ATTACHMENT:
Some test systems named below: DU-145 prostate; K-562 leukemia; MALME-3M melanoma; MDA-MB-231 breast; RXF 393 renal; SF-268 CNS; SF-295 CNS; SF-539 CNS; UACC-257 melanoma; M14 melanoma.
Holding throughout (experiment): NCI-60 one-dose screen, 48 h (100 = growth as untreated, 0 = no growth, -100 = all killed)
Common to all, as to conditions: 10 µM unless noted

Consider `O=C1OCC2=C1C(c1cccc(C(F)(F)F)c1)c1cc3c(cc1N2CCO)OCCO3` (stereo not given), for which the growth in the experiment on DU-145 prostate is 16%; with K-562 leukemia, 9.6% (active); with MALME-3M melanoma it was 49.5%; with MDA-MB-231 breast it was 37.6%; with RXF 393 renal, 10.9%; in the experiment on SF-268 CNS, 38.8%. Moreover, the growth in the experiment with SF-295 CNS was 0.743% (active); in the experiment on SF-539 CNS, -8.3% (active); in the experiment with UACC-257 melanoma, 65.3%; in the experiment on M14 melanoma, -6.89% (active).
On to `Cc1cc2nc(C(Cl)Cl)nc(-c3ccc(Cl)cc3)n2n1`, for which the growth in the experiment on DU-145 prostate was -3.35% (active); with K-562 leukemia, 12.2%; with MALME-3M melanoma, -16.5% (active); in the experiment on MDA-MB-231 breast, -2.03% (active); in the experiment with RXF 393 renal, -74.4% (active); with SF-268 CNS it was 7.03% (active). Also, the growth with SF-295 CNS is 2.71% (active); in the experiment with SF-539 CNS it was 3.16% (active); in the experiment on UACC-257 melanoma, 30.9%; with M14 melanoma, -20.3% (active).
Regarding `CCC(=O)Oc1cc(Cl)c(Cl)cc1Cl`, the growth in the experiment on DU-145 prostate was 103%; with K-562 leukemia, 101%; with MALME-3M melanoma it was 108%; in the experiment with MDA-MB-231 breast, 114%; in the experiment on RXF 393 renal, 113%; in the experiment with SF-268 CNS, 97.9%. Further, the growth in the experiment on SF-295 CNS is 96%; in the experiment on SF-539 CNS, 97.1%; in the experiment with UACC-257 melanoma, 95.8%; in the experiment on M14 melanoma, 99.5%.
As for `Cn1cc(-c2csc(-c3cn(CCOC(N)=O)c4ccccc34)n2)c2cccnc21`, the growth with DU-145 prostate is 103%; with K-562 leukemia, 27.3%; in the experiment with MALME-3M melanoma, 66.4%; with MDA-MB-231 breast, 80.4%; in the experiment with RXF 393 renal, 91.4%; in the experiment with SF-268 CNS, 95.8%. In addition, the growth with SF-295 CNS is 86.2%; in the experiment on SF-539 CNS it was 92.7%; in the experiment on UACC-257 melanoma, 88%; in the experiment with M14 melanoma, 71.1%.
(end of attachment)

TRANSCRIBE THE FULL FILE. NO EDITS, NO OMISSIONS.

Some test systems named below: DU-145 prostate; K-562 leukemia; MALME-3M melanoma; MDA-MB-231 breast; RXF 393 renal; SF-268 CNS; SF-295 CNS; SF-539 CNS; UACC-257 melanoma; M14 melanoma.
Holding throughout (experiment): NCI-60 one-dose screen, 48 h (100 = growth as untreated, 0 = no growth, -100 = all killed)
Common to all, as to conditions: 10 µM unless noted

Consider `O=C1OCC2=C1C(c1cccc(C(F)(F)F)c1)c1cc3c(cc1N2CCO)OCCO3` (stereo not given), for which the growth in the experiment on DU-145 prostate is 16%; with K-562 leukemia, 9.6% (active); with MALME-3M melanoma it was 49.5%; with MDA-MB-231 breast it was 37.6%; with RXF 393 renal, 10.9%; in the experiment on SF-268 CNS, 38.8%. Moreover, the growth in the experiment with SF-295 CNS was 0.743% (active); in the experiment on SF-539 CNS, -8.3% (active); in the experiment with UACC-257 melanoma, 65.3%; in the experiment on M14 melanoma, -6.89% (active).
On to `Cc1cc2nc(C(Cl)Cl)nc(-c3ccc(Cl)cc3)n2n1`, for which the growth in the experiment on DU-145 prostate was -3.35% (active); with K-562 leukemia, 12.2%; with MALME-3M melanoma, -16.5% (active); in the experiment on MDA-MB-231 breast, -2.03% (active); in the experiment with RXF 393 renal, -74.4% (active); with SF-268 CNS it was 7.03% (active). Also, the growth with SF-295 CNS is 2.71% (active); in the experiment with SF-539 CNS it was 3.16% (active); in the experiment on UACC-257 melanoma, 30.9%; with M14 melanoma, -20.3% (active).
Regarding `CCC(=O)Oc1cc(Cl)c(Cl)cc1Cl`, the growth in the experiment on DU-145 prostate was 103%; with K-562 leukemia, 101%; with MALME-3M melanoma it was 108%; in the experiment with MDA-MB-231 breast, 114%; in the experiment on RXF 393 renal, 113%; in the experiment with SF-268 CNS, 97.9%. Further, the growth in the experiment on SF-295 CNS is 96%; in the experiment on SF-539 CNS, 97.1%; in the experiment with UACC-257 melanoma, 95.8%; in the experiment on M14 melanoma, 99.5%.
As for `Cn1cc(-c2csc(-c3cn(CCOC(N)=O)c4ccccc34)n2)c2cccnc21`, the growth with DU-145 prostate is 103%; with K-562 leukemia, 27.3%; in the experiment with MALME-3M melanoma, 66.4%; with MDA-MB-231 breast, 80.4%; in the experiment with RXF 393 renal, 91.4%; in the experiment with SF-268 CNS, 95.8%. In addition, the growth with SF-295 CNS is 86.2%; in the experiment on SF-539 CNS it was 92.7%; in the experiment on UACC-257 melanoma, 88%; in the experiment with M14 melanoma, 71.1%.